“Orange Is the New Black” and “House of Cards” helped put Netflix on the map, establishing the service as an original programming force. The prison drama, however, has stumbled in the latter half of its run, as it heads into a final season elevated and given a sense of urgency and purpose by a timely hook involving immigration and detention.
In hindsight, the three-year renewal that Netflix gave the show in 2016 did the producers no favours creatively speaking, leading to a somewhat meandering stretch, including the too-drawn-out prison-riot storyline that basically encompassed an entire season.
The seventh season, inevitably, is still dealing with some of the fallout from that, as well as the challenges that several inmates face when released back into society. There is also plenty of prison politics, and the ongoing, on-again/off-again relationship between Piper (Taylor Schilling) and Alex (Laura Prepon), which has grown increasingly tiresome, complicated by the fact that the two now find themselves on opposite sides of the wall.
All of that pales, however, compared to the stories that surround the incarceration and deportation of those caught up in Immigration and Customs Enforcement, a web that enmeshes multiple characters (names withheld to avoid spoilers), some of whom have spent all or most of their lives in the U.S.
Separated from children, unable to secure effective legal counsel and in some cases forced to return to countries that are utterly foreign to them, those sequences have a more pronounced ripped-from-the-headlines quality than anything you’ll find on “Law & Order.” They give the final season an emotional impact that’s occasionally been missing as “Orange” flits about trying to adequately service its dozens of characters.
The only downside is that the writers also indulge in some of the excesses that have characterized the show — in this case, making the main ICE officers too broadly drawn. However one views those who would carry out current Trump administration policies, those flourishes come across as heavy-handed, in a way that most of what’s found in these highly emotional storylines doesn’t.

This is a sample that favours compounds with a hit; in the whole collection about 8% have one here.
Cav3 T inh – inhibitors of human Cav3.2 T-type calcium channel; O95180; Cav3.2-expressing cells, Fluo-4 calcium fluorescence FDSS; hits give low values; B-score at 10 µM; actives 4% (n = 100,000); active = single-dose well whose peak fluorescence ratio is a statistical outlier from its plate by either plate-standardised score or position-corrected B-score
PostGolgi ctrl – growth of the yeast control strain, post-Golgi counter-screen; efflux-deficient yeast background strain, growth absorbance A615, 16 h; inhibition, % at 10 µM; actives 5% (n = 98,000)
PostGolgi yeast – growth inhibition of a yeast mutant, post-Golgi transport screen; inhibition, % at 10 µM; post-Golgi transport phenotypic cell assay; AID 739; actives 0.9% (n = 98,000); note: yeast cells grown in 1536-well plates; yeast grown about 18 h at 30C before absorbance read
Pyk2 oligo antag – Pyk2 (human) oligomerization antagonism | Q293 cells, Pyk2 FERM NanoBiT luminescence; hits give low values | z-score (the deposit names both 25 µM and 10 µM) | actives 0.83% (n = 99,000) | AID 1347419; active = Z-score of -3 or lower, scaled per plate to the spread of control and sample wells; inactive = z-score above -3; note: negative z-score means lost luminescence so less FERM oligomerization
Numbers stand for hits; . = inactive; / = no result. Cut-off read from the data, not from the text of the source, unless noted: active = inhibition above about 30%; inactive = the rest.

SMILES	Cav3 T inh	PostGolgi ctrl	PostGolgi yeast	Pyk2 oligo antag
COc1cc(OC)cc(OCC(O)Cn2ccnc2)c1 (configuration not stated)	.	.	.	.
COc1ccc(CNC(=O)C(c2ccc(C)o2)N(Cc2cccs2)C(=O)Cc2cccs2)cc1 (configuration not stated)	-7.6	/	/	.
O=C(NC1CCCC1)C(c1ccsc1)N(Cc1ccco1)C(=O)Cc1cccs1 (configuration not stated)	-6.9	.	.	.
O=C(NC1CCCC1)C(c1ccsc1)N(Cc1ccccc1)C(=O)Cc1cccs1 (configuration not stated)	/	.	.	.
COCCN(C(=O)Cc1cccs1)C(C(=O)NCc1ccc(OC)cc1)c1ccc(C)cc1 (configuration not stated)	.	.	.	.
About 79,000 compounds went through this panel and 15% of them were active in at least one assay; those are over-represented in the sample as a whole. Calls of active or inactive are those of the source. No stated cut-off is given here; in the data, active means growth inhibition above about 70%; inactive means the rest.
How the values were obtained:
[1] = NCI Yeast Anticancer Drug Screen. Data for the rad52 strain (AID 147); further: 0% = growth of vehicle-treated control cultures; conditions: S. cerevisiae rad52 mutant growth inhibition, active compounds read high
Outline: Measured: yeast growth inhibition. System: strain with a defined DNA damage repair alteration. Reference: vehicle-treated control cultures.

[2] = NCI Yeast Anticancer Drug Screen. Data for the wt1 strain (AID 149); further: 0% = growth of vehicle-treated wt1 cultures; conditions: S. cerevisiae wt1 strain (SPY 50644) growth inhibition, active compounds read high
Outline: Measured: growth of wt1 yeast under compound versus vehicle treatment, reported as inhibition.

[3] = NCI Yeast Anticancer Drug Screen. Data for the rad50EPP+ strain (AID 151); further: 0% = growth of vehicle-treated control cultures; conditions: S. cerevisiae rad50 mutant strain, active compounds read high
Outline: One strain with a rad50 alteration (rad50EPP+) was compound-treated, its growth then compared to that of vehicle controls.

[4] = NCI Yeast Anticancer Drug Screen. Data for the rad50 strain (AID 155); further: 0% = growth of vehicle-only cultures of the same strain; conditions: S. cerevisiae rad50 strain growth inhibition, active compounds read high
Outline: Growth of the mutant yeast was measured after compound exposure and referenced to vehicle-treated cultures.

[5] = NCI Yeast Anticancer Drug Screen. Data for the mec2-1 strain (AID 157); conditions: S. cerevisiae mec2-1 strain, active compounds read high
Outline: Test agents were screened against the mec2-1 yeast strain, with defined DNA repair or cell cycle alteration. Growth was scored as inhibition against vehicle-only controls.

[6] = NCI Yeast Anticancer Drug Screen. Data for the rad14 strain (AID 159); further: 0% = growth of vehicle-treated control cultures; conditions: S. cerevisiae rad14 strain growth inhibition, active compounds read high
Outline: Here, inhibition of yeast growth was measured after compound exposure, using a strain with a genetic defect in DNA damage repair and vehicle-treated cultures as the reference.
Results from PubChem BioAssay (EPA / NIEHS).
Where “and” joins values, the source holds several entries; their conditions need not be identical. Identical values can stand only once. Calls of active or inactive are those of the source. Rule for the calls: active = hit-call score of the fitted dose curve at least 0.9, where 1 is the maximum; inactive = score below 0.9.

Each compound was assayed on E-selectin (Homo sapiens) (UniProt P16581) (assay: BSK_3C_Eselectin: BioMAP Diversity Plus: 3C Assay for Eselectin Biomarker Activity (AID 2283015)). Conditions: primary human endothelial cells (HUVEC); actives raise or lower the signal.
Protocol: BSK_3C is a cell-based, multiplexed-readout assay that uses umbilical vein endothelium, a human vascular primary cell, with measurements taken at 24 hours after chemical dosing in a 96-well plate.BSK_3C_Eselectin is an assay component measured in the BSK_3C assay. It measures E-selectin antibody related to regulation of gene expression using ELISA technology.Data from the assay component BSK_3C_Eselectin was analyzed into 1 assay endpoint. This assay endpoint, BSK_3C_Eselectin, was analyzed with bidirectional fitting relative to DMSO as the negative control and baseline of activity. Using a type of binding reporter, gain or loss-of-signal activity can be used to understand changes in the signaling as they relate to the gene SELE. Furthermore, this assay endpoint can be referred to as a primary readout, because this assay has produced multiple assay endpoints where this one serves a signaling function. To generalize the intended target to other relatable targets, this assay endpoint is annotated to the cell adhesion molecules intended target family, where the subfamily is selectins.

Like any series defined primarily by its setting — where characters can come and go, such as the shifting personnel at the hospital in “Grey’s Anatomy” — “Orange” faces an extra degree of difficulty in bringing closure to its various storylines, since the prison, and its abuses, will go on.
Still, there are several strong threads, including standout work here by Diane Guerrero, Laura Gomez and Taryn Manning, as well as a #MeToo storyline that actually sees a male character deal with whether actions he deemed innocuous at the time truly were.
“Orange Is the New Black” has always been something of an odd duck, a series that changed its award classification from comedy to drama early in its run — forcing the Television Academy to weigh in on the matter — and that has never seemed fully at home in either.
Netflix will surely miss the show, which by most accounts remains one of its most popular. But unlike “House of Cards” — whose run was truncated by the scandal involving star Kevin Spacey — it’s hard to say “Orange’s” exit is premature. Having served the full term of its renewal, it’s time — maybe even past it –to go home.
“Orange Is the New Black” premieres its final season July 26 on Netflix.